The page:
The Vinyl Brew: Stevie Wonder - Songs In the Key of Life

Good Morning Brewers,

I hope that we are well and comfortable, with our beverage of choice and record player within arms reach as we sit down for our chat. Today we are going to chat about an album that I think a lot of people will have in their collections, even if it’s not a genre that you would normally listen to.

The artist of choice is the youngest ever solo artist to achieve a number 1 in the Billboard Hot 100, a master of his craft and has been inducted into the National Recording Registry by the Library of Congress, which deemed it "culturally, historically, or aesthetically significant". We are of course speaking about Stevie Wonder and in particular the album Songs in the Key of Life. So, if it’s one you own pop it on and let's enjoy a master at work.

This album, right from the opening vocals of “Love’s In Need Of Love Today”, is a warning to any doubters of Wonder’s and of just how good a sound he can produce. Listening now to the album it’s hard to believe that Stevie nearly gave up music in 1975, the year before Songs in the Key of Life was released. After several back-to-back hits including ‘Innervisions’ Wonder become disillusioned with the US Government, and it’s running of the country and had decided to quit music and put all his efforts into charitable work. As noble as an idea as that was, he ultimately decided to stick with music and started work on the double LP that would become Songs in the Key of Life.

Having become one of the best-selling artists of the seventies there was massive interest in signing Wonder to a record deal. With interest from Arista and Epic, Stevie finally signed for Motown records on a seven-year, seven LP contract with full artistic control and worth $37 million, and so would come the wait for one for the most highly anticipated albums of the decade. Having been scheduled for an October release, Wonder would put all on hold as he felt the essential remixing was needed and so the album would get its official release almost a year later in September of 1976.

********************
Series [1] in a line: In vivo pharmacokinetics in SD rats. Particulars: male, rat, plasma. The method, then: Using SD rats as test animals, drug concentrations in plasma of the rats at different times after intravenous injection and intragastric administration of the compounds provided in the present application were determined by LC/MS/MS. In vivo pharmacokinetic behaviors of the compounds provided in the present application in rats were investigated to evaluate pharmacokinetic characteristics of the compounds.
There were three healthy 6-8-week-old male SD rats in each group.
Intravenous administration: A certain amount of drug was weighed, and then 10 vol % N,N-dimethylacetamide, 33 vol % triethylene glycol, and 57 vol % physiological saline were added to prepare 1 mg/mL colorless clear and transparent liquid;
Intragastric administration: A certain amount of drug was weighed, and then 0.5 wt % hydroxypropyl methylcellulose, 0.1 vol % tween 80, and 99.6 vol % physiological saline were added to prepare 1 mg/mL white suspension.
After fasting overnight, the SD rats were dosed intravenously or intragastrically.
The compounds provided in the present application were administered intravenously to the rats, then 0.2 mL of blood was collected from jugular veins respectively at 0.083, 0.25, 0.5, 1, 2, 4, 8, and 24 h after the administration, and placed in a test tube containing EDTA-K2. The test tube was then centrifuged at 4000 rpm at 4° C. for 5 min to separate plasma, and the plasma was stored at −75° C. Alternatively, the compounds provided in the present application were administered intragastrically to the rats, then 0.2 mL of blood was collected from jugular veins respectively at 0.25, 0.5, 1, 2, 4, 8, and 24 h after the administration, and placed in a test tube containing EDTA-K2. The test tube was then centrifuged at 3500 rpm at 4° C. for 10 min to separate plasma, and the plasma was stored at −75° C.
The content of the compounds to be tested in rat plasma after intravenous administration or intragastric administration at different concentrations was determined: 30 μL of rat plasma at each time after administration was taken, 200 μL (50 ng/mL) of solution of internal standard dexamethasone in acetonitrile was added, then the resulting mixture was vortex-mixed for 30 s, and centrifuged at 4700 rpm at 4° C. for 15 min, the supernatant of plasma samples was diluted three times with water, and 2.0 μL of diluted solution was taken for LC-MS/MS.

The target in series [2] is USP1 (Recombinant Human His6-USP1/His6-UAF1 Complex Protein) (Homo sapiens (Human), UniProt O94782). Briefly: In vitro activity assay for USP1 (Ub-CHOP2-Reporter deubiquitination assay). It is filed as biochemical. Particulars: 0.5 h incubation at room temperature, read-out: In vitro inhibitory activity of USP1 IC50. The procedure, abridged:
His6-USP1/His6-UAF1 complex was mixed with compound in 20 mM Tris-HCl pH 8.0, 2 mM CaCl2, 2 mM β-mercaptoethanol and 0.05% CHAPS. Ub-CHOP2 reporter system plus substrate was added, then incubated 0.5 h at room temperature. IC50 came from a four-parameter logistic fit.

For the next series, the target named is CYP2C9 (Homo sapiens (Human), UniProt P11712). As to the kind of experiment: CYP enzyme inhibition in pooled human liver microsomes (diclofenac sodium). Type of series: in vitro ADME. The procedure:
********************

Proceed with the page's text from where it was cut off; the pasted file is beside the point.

As we sit with the album now it’s clear how personal this piece of work is, with Stevie touching on all aspects of his life. Not only does this take us on a biographical journey but also a musical journey with Wonder showing the many different genres of music that inspired him and which he came to master. Calling in the help of so much talent, including Herbie Hancock and George Benson, all in all 130 people worked on the album but at no point does it sound as if Stevie wasn’t in control of every note..

There is a feeling I get when I listen to albums like Songs in the Key of Life; it’s a feeling of inclusiveness, to know that I am feeling this joy for music that so many have felt before me and so many will feel long after I’m gone, and I guess for artists that’s the draw of writing music. With every album you listen to you become part of a community and Stevie’s community is joy and love and life.

So, which track do we let play us out today? I think this week it should be a pick your own but for me I’m going to revisit “As”.

“Did you know that true love asks for nothing?
Her acceptance is the way we pay
Did you know that life has given love a guarantee?
To last through forever and another day”

Smiley Day,
T